A Year On: European Money Week 2016

Published on 22-01-2016 by admin

2016’s edition to take financial education to the next level

National bank associations get ready
Financial education: national bank associations prepare for European Money Week
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Almost one year has passed since the European Banking Federation and its members from more than 20 countries launched the first-ever European Money Week. From across Europe teachers, bankers, policy-makers, NGOs, students and parents joined forces to raise awareness about the importance of a proper financial education to manage money effectively.

The EMW debut involved more than 500 activities which attracted thousands of young people between the age of 7 and 18 in more than 20 countries. This year, the main goals of European Money Week are to further raise the awareness on the merits of financial education, to take it to the European level, and to explore the need to integrate it as a discipline in European curricula. To run from March 14 to 18 March, the second edition will give a voice to those who believe that future generations, and society at large, deserve a better financial education.

According to Wim Mijs, Chief Executive of the European Banking Federation: “This year, we would like to build on the creativity and innovation that each of the participating countries developed individually.” Mr Mijs, who comes from a large family of teachers, is passionate about financial education and, as a former banker himself, understands the value of budgeting and money management.

Financial education can certainly contribute to a healthy economy, but it should also be accorded the place it merits in society. Through European Money Week, the banking sector is taking responsibility for financial education and striving to develop real expertise amongst current and future customers. Mr Mijs believes that “after the crisis, banks need to regain the trust of society. European Money Week is a way to give back, to create an open dialogue and to build bridges with society and institutions.”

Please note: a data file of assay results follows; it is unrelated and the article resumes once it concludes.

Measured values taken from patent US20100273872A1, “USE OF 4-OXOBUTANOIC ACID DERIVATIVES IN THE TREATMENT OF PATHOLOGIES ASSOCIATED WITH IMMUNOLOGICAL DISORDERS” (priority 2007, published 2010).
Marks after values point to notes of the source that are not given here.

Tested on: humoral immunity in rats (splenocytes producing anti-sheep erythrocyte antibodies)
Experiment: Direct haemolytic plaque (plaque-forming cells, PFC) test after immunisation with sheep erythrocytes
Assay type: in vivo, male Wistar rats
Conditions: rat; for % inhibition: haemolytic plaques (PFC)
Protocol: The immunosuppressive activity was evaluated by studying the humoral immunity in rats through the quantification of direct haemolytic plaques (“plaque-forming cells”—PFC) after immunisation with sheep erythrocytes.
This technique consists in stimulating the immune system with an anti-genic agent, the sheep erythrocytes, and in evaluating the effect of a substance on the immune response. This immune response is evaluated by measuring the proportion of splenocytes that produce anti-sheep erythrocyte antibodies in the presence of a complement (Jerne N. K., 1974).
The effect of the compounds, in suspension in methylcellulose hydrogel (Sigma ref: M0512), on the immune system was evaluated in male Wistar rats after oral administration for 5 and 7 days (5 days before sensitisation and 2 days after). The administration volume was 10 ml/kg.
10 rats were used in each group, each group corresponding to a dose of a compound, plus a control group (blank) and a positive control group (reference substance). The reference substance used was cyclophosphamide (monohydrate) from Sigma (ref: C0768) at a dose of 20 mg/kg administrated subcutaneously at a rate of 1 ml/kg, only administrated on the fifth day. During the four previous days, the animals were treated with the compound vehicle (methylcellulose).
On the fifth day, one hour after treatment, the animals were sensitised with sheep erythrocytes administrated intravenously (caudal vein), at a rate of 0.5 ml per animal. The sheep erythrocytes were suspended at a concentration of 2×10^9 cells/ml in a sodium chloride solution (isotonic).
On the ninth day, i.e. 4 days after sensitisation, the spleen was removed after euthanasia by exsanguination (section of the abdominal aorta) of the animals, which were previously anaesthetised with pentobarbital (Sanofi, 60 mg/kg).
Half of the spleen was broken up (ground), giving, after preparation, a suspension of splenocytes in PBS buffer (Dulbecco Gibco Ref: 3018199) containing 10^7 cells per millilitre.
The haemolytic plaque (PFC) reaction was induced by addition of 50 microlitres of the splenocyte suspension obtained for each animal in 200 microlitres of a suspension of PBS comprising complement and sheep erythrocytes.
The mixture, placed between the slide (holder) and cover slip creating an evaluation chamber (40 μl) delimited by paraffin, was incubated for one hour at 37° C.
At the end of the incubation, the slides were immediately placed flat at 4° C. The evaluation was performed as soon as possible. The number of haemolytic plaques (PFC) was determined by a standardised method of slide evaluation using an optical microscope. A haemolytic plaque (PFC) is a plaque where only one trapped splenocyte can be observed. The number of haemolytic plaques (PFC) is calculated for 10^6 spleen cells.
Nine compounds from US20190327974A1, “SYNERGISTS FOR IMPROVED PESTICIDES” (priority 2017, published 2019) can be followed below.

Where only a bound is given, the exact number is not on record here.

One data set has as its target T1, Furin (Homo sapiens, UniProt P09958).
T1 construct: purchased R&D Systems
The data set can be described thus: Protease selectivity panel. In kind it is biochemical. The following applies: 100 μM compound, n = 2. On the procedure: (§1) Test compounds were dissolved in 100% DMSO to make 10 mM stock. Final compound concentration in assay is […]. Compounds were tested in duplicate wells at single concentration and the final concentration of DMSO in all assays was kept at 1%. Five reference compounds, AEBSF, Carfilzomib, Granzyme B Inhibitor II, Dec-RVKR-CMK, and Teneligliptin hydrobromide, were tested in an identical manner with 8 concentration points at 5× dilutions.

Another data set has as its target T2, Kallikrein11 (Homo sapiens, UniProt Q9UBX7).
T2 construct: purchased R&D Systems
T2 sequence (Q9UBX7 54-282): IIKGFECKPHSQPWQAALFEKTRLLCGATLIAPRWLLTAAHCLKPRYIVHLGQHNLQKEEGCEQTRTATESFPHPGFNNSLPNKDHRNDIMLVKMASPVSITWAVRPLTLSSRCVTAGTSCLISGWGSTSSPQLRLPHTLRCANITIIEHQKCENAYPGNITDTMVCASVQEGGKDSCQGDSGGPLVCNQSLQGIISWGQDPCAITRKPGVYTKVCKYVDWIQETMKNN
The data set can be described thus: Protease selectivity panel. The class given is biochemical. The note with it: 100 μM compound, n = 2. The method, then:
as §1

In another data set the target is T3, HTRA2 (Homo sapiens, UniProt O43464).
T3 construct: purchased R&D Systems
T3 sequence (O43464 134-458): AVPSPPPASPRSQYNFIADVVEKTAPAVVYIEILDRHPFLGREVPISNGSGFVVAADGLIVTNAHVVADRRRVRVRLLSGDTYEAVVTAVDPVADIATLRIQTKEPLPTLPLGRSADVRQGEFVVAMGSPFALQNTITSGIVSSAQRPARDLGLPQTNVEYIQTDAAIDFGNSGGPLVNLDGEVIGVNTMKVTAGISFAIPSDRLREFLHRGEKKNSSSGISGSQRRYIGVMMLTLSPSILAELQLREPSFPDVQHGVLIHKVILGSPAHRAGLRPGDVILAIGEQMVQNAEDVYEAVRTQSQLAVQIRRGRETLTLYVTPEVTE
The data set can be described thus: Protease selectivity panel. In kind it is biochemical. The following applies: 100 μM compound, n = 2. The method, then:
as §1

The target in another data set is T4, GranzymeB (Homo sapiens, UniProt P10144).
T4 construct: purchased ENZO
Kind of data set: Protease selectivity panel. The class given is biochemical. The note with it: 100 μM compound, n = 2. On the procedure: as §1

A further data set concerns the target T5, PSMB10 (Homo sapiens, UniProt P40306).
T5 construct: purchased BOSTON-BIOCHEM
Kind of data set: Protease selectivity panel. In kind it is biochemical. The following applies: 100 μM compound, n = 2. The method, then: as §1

As a father of two children aged 11 and 13, Mr Mijs does not necessarily think that financial education should be a compulsory subject. “The schooling system should not be used to teach children everything they need to know about life. Instead, I suggest including some financial basics in other subjects like maths and economics so that they begin to understand the value of budgeting and money.”

If his hopes materialise, children and adults should be able to navigate their way smoothly through complex questions on money management, banking assets, the application of VAT and the mechanics of interest rates. “Despite the long haul, European Money Week can be the spark that lights the fuse to sensitise Europeans about a need that often goes unnoticed. Now it is in our hands to fuel the fire so that our voices are heard wide and loud,” Mr Mijs said.